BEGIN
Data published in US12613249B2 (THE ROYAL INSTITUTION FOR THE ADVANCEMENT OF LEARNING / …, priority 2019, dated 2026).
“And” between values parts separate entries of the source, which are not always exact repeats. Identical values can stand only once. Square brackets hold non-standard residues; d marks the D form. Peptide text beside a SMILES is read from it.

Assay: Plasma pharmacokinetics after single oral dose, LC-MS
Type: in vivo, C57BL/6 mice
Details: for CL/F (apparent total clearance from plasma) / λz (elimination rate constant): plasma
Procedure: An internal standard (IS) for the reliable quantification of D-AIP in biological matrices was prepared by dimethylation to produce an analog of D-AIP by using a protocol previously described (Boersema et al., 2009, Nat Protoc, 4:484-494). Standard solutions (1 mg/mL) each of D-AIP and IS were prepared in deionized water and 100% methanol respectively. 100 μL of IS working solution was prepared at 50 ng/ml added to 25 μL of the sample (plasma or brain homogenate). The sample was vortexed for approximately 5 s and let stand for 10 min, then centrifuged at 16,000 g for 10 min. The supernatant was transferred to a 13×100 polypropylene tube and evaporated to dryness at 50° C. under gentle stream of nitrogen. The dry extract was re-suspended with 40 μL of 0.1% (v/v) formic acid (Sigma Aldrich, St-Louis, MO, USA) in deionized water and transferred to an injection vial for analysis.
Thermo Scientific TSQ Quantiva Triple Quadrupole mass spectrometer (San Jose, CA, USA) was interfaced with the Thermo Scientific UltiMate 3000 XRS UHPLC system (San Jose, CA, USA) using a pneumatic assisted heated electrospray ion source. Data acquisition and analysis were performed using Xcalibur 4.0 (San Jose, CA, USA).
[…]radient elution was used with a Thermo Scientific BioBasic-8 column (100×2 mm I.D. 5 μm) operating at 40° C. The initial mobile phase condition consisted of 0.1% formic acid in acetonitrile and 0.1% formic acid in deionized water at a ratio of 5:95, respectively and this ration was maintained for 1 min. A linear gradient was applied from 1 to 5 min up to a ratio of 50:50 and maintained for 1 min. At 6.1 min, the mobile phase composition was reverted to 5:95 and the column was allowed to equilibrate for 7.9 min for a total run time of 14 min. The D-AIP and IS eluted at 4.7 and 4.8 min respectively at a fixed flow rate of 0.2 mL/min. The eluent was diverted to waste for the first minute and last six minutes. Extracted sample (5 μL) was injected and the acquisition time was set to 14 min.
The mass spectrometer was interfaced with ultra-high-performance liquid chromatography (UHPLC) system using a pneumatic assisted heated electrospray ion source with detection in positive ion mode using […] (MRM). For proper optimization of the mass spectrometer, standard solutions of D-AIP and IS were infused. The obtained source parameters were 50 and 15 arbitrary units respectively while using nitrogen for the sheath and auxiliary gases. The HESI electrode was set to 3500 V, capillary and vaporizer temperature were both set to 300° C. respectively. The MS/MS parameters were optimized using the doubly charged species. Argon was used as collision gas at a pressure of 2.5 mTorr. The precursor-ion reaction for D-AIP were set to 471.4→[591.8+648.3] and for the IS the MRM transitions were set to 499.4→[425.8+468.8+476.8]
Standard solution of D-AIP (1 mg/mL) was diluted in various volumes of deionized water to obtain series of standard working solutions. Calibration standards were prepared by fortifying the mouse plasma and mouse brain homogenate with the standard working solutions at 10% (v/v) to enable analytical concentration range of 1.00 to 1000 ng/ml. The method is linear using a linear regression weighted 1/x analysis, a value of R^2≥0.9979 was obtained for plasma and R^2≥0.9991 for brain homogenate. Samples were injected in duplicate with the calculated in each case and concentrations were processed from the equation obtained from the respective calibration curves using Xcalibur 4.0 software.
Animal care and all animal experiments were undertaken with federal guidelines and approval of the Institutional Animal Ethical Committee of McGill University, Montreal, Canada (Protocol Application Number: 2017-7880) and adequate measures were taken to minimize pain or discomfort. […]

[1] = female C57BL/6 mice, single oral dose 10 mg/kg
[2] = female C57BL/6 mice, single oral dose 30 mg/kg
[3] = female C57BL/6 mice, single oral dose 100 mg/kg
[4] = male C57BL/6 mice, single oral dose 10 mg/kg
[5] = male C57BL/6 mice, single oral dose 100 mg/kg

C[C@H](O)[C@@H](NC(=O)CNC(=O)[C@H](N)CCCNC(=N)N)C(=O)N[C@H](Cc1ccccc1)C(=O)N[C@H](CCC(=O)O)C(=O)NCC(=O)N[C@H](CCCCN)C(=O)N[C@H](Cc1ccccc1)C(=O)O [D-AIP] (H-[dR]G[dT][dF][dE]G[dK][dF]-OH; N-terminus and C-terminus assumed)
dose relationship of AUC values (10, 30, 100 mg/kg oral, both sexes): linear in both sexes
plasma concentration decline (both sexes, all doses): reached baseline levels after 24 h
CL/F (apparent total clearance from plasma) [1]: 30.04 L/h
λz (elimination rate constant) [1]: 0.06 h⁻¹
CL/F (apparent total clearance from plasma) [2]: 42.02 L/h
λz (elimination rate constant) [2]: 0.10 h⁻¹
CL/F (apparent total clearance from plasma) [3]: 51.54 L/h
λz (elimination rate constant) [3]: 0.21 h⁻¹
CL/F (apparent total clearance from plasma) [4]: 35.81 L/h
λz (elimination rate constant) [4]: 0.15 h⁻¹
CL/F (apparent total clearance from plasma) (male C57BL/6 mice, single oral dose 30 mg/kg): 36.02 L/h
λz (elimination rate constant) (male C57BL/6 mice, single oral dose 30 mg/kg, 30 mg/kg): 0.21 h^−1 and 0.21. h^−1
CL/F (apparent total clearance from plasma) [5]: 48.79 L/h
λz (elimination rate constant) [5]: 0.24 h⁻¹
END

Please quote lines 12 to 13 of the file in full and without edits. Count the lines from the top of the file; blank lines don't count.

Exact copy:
[1] = female C57BL/6 mice, single oral dose 10 mg/kg
[2] = female C57BL/6 mice, single oral dose 30 mg/kg